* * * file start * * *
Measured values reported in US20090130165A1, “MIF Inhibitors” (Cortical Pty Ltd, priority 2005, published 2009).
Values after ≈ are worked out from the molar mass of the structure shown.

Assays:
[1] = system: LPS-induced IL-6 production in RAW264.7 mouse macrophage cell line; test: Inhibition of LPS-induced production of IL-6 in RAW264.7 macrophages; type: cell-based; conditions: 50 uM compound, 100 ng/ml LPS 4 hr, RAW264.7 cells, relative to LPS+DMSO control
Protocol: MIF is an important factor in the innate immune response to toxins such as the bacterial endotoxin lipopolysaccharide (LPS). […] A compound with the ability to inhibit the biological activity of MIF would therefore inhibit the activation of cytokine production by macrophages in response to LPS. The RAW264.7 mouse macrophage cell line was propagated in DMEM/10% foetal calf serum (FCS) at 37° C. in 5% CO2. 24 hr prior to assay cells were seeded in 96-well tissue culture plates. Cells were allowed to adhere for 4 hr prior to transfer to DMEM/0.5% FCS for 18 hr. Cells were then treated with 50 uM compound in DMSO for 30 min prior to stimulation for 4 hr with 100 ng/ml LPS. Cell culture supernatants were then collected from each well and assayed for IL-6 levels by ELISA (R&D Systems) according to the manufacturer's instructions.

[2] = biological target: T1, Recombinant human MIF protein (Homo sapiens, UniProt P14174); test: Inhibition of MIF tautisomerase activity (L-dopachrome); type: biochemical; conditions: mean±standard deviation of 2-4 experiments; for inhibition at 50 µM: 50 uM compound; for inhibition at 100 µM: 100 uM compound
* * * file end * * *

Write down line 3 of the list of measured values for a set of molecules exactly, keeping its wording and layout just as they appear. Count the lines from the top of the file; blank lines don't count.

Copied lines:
Assays: